IT began with a kiss and ended in a second coming.

There was also betrayal, banishment and even a moonbeam. Paul Le Guen’s time at Rangers, which ended ten years ago today, was nothing short of a surreal and dismal failure, and there were few who emerged from the mess with any credit.

The Frenchman, a proud and clearly intelligent man, was simply a wrong fit for the club at the time, although had he walked into another dressing room, one which were more open to his ideas, then who knows what might have happened.

As it was, Le Guen sacked Barry Ferguson as captain on Hogmanay when the club sat 17 points behind Celtic, and fourth place in the Premier League. He was booed by his own supporters at Fir Park and then within days was off. Walter Smith returned to Ibrox and within 18 months led Rangers to a European Final.

This all began when Rangers had ushered Alex McLeish out the door with a lack of class even if his last season saw him finish 17 points behind Celtic. They never even got second. That went to Hearts. So something did need to change.

David Murray announced his appointment of Le Guen as a “massive moonbeam of success" for the club and promised, “big plans."

To be fair, Le Guen enjoyed success at Lyon and had a reputation as a coach who specialised in bringing on youngster and signing bargains and then developing them into top rank players. It did make sense. Lots of it.

Le Guen led Lyon to three consecutive Ligue 1 titles whilst guiding them to two Champions League quarter finals in successive seasons. He was out of work having taken a year-long sabbatical. The supporters were understandably delighted with Le Gaffer.

I hardly missed a match of Le Guen’s time with Rangers. I was at his unveiling, went to South Africa for their summer tour and watched every European game both home and away. My newspaper at the time even sent me to France to get an exclusive interview with him before he came to Scotland; something I utterly failed to do.

I was in Belfast at Windsor Park for his first game during pre-season, this was June 2016, when Linfield manager, David Jeffrey, planted a big smacker on Le Guen’s head. It was all very optimistic and jolly but it didn’t take long for things to go wrong.

Only a few days later, a group of footballer writers from Scotland, and that included me, were sat around a table in a Johannesburg restaurant with some fine wine watching the World Cup Final when one by one our phones started to ring.

Fernando Ricksen had been sent home for an incident on the plane. Rumours quickly spread. He had taken all his clothes off, was drunk, got caught watching porn on a laptop. This was Fernando. It could have been all of these things.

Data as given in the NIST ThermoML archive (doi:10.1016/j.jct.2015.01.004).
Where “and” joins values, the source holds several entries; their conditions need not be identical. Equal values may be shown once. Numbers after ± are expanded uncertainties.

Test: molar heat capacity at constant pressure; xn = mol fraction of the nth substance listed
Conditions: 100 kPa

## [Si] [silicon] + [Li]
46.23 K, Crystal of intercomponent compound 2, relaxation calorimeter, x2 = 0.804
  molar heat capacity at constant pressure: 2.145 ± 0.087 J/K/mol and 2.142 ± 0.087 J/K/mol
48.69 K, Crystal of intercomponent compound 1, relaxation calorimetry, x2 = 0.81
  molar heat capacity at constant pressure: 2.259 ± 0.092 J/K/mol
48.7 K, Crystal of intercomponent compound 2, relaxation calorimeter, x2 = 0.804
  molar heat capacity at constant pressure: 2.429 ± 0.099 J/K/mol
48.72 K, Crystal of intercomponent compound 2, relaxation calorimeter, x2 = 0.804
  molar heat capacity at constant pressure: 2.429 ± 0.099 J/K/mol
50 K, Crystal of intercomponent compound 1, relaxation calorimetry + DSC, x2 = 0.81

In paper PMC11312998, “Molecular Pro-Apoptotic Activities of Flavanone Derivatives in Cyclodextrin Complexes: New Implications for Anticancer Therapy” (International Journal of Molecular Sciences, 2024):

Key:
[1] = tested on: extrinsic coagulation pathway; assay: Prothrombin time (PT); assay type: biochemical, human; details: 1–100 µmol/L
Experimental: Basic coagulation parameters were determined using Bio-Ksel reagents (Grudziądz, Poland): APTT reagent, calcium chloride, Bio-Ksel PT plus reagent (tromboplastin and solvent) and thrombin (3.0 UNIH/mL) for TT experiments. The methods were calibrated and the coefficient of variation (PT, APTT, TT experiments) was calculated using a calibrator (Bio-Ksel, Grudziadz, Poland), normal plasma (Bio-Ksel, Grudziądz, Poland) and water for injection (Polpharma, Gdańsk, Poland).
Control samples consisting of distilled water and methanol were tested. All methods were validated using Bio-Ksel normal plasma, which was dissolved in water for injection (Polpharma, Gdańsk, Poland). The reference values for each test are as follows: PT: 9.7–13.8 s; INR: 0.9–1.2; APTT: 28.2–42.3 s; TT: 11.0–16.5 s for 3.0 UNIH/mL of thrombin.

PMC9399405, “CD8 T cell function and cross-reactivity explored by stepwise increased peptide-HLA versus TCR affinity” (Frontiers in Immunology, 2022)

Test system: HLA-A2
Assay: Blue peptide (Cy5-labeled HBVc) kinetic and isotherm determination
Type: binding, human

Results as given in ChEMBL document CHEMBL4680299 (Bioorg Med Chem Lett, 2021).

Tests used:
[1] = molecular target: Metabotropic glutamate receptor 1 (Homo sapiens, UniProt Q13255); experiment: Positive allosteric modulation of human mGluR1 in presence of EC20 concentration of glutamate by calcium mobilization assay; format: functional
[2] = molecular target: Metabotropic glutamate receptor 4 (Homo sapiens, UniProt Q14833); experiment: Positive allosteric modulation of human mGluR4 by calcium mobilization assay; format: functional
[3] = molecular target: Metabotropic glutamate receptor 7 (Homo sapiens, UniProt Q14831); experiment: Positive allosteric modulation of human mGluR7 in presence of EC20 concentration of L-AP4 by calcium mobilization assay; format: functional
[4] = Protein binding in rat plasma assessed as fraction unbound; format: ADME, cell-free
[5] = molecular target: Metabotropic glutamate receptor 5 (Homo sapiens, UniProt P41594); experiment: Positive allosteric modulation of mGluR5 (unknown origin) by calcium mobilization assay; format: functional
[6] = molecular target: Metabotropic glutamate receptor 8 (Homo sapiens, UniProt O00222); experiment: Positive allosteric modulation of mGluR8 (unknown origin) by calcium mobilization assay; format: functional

It meant we had to leave the vino, head back to our rooms to do some work. The first time this has ever happened!

We were due to see Le Guen the next day. He would not speak about Ricksen on or off the record and even seemed slightly surprised that we wanted to know what had happened. This was the team captain and Player of the Year 12 months ago. The supporters were due an answer. It didn’t bode well.

And then he started signing players.

Dean Furman, William Stanger, Antoine Ponroy, Libor Sionko, Karl Svensson, Jeremy Clement, Lionel Letizi, Makhtar N'Diaye, Lee Martin and Sasa Papic. At least he got one right.

And there was Philippe Sebo, a man whose surname even a decade on is used whenever a striker puts his shot ten miles past the post.

There was also Phil Bardsley who along with Martin arrived on a loan from Manchester United. Le Guen didn’t like his players to tackle in training, the first sign he had walked into the wrong movie, but Bardsley ignored those orders, put a challenge in on Thomas Buffel which is seen every day at clubs. He had his contract ripped up.

Le Guen wanted to change everything. The way Rangers training, played and ate. Too many, he believed, drank too much and didn’t pay attention to their diet. He detested laziness. Kris Boyd, even with all his goals, was never going to be a favourite.

The Scottish players in the dressing room soon feared the manager wasn’t for them. It didn’t help that his English wasn’t great. It’s hard enough to lead a revolution when it’s not done through a translator.

And the results were hardly brilliant. They drew with Dunfermline and Kilmarnock. They lost to Hibernian and Celtic. Rangers were leading 2-1 at Kilmarnock and allowed a late equaliser. When asked afterwards why this team had done this, he said: “I don’t know.”

Le Guen didn’t get that in Scottish football, putting in a tackle is a must. Also at Rangers, you don’t get knocked out of the League Cup by a lower league team. That happened for the first time thanks to St Johnstone.

And then came a defeat at Inverness, Rangers were 1-0 up and yet again contrived to lose. This was the day when captain Ferguson couldn’t keep his mouth shut any more.

"At that stage we'd had a couple of bad results, home and away.,” he recalled in an interview last year. ”Paul Le Guen came into the dressing room and said 'don't worry, it'll be all right if we all stick together'.

"It was about the sixth or seventh time we'd had a difficult result and I'd just had enough. I said 'we're Rangers and I got brought up with winning as the only thing - a defeat is never acceptable.”

During these difficult months, Le Guen was hardly helped by Murray’s ridiculous idea to sit beside him at a press conference so he could tell the world everything was okay. It made the Frenchman look weak.

It was all over after just 31 games. With Ferguson sacked and probably on the way out of the club, Kris Boyd scored at Motherwell and held up six fingers as a public backing of his pal who wore that number on his shirt.

Le Guen left and Smith was on his way back, an unusual chapter closed in the history of Rangers.